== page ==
To address the burden of psychological distress in conflict-affected youth, research has shown that trauma focused group cognitive behavioral therapy (TF-CBT) has been effective in treating youth mental health in conflict-affected contexts [7779]. Our research suggests that one of the means by which TF-CBT therapy may be effective is that it is able to synergize emotion-focused (cognitive) and problem-focused (behavioral) strategies to exploit the benefits that are not necessarily received if one strategy is used on its own. Providing TF-CBT therapy may also support overall coping strategy flexibility and build the coping repertoire of youth. Previous studies indicate that greater use of effective coping skills can mediate the effects of negative stressors on development of mental health problems [20, 80]. TF-CBT has been delivered at the group level, which maximizes use of limited resources available and may simultaneously help to support social relationships.

This research also indicates that girls and boy’s use of coping strategies may have different associations with mental health and well-being measures. While interventions may not need to target boys and girls separately, the impact of these interventions may differ by sex. Understanding how additional factors external to the individual is critical in designing effective interventions. In this study, individual coping strategies explain a relatively small amount of variance in outcomes, and additional variables at the peer, family and community level are likely important to understanding relationships of those variables with coping strategies and to help explain more fully the variance in outcome measures.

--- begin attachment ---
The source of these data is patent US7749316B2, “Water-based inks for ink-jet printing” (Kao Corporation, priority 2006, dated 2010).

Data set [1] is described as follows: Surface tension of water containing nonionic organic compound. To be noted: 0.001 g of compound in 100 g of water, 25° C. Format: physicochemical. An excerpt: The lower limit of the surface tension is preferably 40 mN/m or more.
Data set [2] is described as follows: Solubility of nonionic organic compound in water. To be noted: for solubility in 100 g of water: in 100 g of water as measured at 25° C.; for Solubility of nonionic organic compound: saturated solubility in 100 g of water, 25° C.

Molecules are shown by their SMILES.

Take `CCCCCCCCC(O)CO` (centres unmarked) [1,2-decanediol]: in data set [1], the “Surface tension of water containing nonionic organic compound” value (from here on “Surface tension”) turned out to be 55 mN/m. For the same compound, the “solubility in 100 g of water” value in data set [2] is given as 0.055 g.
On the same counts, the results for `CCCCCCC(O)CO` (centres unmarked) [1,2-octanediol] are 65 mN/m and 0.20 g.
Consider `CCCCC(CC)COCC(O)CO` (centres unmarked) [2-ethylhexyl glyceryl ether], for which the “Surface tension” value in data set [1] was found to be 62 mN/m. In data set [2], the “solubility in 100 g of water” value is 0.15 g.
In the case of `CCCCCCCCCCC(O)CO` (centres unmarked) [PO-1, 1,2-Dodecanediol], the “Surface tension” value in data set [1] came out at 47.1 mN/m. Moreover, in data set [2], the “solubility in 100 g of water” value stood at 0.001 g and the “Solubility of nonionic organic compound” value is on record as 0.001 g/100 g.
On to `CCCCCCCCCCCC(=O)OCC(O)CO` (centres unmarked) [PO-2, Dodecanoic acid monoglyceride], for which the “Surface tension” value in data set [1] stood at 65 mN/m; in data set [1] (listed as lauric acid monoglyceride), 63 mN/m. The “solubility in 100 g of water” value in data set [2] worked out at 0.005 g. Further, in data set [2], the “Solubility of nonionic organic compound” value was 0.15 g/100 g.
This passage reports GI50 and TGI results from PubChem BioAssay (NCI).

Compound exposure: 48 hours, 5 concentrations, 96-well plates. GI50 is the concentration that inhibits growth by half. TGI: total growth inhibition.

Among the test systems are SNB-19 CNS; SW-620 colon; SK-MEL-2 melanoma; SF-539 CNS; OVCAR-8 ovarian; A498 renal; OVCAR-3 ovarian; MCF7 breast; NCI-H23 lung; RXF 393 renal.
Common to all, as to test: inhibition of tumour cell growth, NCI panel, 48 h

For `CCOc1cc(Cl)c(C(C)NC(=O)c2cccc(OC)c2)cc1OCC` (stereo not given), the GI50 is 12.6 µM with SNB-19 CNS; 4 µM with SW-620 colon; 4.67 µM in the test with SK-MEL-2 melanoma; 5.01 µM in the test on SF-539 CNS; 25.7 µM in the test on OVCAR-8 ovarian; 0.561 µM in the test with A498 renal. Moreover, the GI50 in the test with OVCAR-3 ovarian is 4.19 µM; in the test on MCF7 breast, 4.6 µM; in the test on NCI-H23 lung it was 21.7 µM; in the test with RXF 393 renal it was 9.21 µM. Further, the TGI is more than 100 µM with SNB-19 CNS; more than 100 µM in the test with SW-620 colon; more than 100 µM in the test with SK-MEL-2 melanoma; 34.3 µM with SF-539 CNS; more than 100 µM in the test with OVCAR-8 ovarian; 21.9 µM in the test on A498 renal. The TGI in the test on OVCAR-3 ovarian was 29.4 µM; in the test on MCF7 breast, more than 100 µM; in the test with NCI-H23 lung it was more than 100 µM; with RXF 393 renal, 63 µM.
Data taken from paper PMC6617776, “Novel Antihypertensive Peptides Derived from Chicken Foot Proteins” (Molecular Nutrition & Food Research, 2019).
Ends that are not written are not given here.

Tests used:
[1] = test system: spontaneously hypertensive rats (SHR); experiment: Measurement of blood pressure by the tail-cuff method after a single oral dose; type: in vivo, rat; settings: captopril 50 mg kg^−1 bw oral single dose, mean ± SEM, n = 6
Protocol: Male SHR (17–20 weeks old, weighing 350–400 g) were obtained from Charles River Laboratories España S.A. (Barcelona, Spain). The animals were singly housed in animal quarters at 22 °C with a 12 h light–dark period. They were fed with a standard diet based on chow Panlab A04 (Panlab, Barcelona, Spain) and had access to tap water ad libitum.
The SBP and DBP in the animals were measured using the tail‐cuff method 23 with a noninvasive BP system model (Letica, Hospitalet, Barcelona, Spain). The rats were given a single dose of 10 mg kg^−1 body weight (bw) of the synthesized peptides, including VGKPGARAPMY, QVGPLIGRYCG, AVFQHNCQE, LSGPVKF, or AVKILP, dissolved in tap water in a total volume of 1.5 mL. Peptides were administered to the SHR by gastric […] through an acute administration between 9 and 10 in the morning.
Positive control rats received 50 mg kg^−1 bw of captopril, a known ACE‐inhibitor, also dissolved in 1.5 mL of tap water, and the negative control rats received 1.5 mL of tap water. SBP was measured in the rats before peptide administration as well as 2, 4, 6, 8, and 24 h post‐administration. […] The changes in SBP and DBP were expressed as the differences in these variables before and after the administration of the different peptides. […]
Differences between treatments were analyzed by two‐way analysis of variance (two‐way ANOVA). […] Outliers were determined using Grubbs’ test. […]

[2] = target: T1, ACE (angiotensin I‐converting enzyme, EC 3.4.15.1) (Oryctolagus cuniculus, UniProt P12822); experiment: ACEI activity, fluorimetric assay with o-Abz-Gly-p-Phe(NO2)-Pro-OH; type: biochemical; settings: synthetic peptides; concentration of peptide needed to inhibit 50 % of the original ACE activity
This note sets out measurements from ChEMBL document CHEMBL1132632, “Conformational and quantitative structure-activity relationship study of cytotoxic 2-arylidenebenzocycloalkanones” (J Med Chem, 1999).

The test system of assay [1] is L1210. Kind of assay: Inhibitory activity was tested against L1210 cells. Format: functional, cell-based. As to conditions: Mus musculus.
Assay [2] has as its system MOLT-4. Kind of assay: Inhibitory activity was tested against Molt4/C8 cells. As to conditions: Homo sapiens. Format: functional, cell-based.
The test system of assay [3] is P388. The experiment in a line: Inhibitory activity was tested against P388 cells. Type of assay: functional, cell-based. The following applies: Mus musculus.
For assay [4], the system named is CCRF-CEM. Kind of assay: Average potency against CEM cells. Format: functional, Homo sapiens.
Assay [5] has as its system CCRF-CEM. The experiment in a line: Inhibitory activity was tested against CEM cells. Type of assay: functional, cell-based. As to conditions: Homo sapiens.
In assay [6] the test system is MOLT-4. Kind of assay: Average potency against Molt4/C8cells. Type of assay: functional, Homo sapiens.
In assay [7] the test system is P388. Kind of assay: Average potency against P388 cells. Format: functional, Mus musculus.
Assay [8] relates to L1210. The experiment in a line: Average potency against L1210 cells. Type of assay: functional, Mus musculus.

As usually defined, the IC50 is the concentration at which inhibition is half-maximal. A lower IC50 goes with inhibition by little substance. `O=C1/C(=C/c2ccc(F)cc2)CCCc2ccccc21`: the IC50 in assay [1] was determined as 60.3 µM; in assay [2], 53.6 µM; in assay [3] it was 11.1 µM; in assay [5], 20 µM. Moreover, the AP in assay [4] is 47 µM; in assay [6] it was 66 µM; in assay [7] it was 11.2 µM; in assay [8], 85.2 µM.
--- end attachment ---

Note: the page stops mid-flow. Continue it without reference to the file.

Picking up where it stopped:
Limitations

The R 2 for outcomes indicates that coping strategy explains between 5.7 and 21.7 % of the variation in internalizing and externalizing problems and 6.9–16.7 % of the variation in well-being measures. While these R 2 values fail to explain a significant proportion of the variance, they are similar to R 2 indices reported by previous research [4, 55, 81, 82]. The R 2 values indicate that coping strategies alone explain a small proportion of the variance in internalizing and externalizing problems and well-being measures, indicating that other factors both internal and external to youths’ lives may be important to investigate.

The KidCope was not originally developed to meet the requirements of factor analysis, and furthermore, the binary yes/no response categories suitable for younger children introduced challenges to factor analysis. Though we added additional items to the original KidCope scale to better capture coping constructs, the small number of items representing subscales in the original were an additional challenge. Future confirmatory analysis of the four factor solution should consider adding additional item. For example, the faith-based coping strategy could benefit from greater detail such as the positive/negative religious coping strategies [68]. The Harvard Trauma Questionnaire used to collect information on youth exposure to potentially traumatic stress was a self-report scale, and verification of stress exposure by adult caregivers was not conducted. Future research may consider comparing youth self-report exposure to reports from caregivers to enhance validity.